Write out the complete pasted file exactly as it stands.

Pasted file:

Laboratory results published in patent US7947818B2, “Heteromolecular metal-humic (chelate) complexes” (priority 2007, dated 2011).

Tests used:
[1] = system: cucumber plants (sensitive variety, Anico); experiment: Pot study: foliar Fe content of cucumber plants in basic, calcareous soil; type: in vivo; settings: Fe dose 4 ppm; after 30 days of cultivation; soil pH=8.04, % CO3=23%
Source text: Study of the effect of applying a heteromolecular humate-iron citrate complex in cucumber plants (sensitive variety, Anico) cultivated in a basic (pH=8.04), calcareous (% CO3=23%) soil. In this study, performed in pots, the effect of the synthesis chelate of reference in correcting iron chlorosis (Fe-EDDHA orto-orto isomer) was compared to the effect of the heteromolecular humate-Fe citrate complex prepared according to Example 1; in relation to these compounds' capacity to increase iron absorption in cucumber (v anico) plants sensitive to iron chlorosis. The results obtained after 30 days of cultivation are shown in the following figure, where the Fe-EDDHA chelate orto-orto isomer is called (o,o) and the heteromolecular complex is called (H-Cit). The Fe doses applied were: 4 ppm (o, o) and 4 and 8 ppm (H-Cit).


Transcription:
Laboratory results published in patent US7947818B2, “Heteromolecular metal-humic (chelate) complexes” (priority 2007, dated 2011).

Tests used:
[1] = system: cucumber plants (sensitive variety, Anico); experiment: Pot study: foliar Fe content of cucumber plants in basic, calcareous soil; type: in vivo; settings: Fe dose 4 ppm; after 30 days of cultivation; soil pH=8.04, % CO3=23%
Source text: Study of the effect of applying a heteromolecular humate-iron citrate complex in cucumber plants (sensitive variety, Anico) cultivated in a basic (pH=8.04), calcareous (% CO3=23%) soil. In this study, performed in pots, the effect of the synthesis chelate of reference in correcting iron chlorosis (Fe-EDDHA orto-orto isomer) was compared to the effect of the heteromolecular humate-Fe citrate complex prepared according to Example 1; in relation to these compounds' capacity to increase iron absorption in cucumber (v anico) plants sensitive to iron chlorosis. The results obtained after 30 days of cultivation are shown in the following figure, where the Fe-EDDHA chelate orto-orto isomer is called (o,o) and the heteromolecular complex is called (H-Cit). The Fe doses applied were: 4 ppm (o, o) and 4 and 8 ppm (H-Cit).